With every bit of news from Iraq and Afghanistan about brave soldiers losing limbs, I think about Elbert and others like him that have given so much, regardless of the politics of war and our theology against it, to make us free. I listened to president Obama’s speech with keen ears. I hope another surge works and we root out the Taliban and Al-Qaeda, plus make his overly optimistic timetable. It will take great sacrifice by the families of our service personnel and the entire country.

Being a disciple of Christ demands no less a sacrifice. Christian martyr’s dying bravely for the faith turned the Roman Empire upside down. Discipleship isn’t for the fainthearted. It takes bravery, devotion, and decisive action to do God’s will in a hostile environment. Cheap talk of being loyal to Christ isn’t adequate. Henri Nouwen, in his book, With Open Hand, prayed, “God, give me the courage to be revolutionary as your Son Jesus Christ was. Give me the courage to loosen myself from this world. Teach me to stand up free and to shun no criticism. God, it is for your kingdom. Make me free, make me poor in this world; then I will be rich in the real world, which this life is all about. God, thank you for the vision of the future, but make it fact and not just theory.”

What a prayer! Christianity needs more practitioners, not theorists. In the United Methodist Book of Discipline there is a list of what are called “chargeable offenses” for clergypersons and laypersons. The list includes such things as immorality and crime as grounds for dismissal or trial. In the 1996 AME Zion Book of Discipline, there is a glaring typographical error. In the section on “Chargeable Offenses,” the first numbered chargeable offense of clergy is this: “Immortal Conduct.” Can you think of a better “chargeable offense?” When is the last time someone could have charged you with this offense? That’s a question I’m thinking about today. With all of the hoopla over Tiger Woods’ indiscretion and auto accident, I’m afraid that we have become a country that has double standards. We expect our military to be excellent and our celebrities to be less than mediocre. I think a good dose of Jesus will straighten us all out!

Winter Storm Warning

I just checked Mt. Mitchell’s weather station and saw that yesterday the high was 18 and the low this morning was 14, with a -9 factoring in the windchill. Tough conditions! We had our first frost this morning. Winter is soon upon us. As I have been holding charge conferences day-in-day-out, I can tell you that there are marvelous ministries, but there is also a systemic anxiety in the air. The economic fallout has caused sincere people of faith to wonder about their future. My thinking is that we’re in a time like the Great Depression and WWII that produced the “Builder” generation and what Tom Brokaw called “The Greatest Generation.” As I ponder this coming All Saints Day, I think about my father who quit school in the 8th grade to help his family survive. He was 13 at the time the Stock Market crashed. He subsequently joined the CCC’s (Civilian Conservation Corps), married my Mom, survived the War years and became a successful businessman and a superb Christian.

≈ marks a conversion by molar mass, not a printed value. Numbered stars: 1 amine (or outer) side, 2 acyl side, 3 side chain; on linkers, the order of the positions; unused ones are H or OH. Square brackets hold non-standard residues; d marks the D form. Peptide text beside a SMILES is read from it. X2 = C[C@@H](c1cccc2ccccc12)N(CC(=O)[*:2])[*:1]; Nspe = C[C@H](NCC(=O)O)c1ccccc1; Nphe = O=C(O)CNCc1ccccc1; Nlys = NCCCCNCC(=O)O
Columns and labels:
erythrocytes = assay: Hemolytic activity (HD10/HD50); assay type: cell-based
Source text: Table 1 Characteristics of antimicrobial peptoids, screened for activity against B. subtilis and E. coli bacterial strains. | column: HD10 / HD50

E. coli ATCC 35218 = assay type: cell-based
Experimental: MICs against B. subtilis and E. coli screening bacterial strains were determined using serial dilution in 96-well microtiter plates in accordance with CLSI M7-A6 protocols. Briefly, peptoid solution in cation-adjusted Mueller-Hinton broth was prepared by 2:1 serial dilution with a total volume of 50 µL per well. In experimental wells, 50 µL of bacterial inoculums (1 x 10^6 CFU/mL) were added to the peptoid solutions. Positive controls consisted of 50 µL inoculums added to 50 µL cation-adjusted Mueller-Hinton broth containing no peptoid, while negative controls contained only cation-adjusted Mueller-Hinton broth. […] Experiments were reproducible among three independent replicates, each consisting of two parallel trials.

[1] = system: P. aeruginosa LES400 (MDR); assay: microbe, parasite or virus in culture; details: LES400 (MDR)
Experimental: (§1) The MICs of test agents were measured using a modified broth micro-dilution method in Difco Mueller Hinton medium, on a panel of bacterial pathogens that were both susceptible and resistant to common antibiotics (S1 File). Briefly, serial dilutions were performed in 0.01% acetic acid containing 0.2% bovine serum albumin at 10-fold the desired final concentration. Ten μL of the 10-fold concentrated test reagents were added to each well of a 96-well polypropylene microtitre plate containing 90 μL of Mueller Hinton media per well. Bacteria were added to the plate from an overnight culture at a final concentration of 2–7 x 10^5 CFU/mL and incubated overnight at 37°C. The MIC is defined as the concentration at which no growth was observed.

Churches were filled as people’s extrinsic idols disappeared. Maybe we’re on the cusp of another such time, and a time of great revival. I recently was given a October 2008 prayer by Max Lucado, “You Have Our Attention, Lord” that puts all of this in perspective:
 
“Our friends lost their house
The co-worker lost her job
The couple next door lost their retirement
It seems that everyone is losing their footing
 
This scares us. This bailout with billions.
These rumblings of depression.
These headlines: ominous, thunderous –
“Going broke!” “Going Down!” “Going Under!” “What Next?”
What is next?
 
We’re listening. And we’re admitting: You were right.
You told us this would happen.
You shot straight about loving stuff and worshipping money.
Greed will break your heart, you warned.
Money will love you and leave you.
Don’t put your hope in riches that are so uncertain.
 
You were right. Money is a fickle lover and we just got dumped.
We were wrong to spend what we didn’t have,
Wrong to neglect prayer and ignore the poor,
Wrong to think we ever earned a dime. We didn’t. You gave it.
And now, tell us Father, are you taking it?
We’re listening. And we’re praying.
Could you make something good out of this mess?
Of course you can. You always have.
You led slaves out of slavery,
Built temples out of ruins,
Turned stormy waves into a glassy pond and water into sweet wine.
This disorder awaits your order. So do we.”
Amen.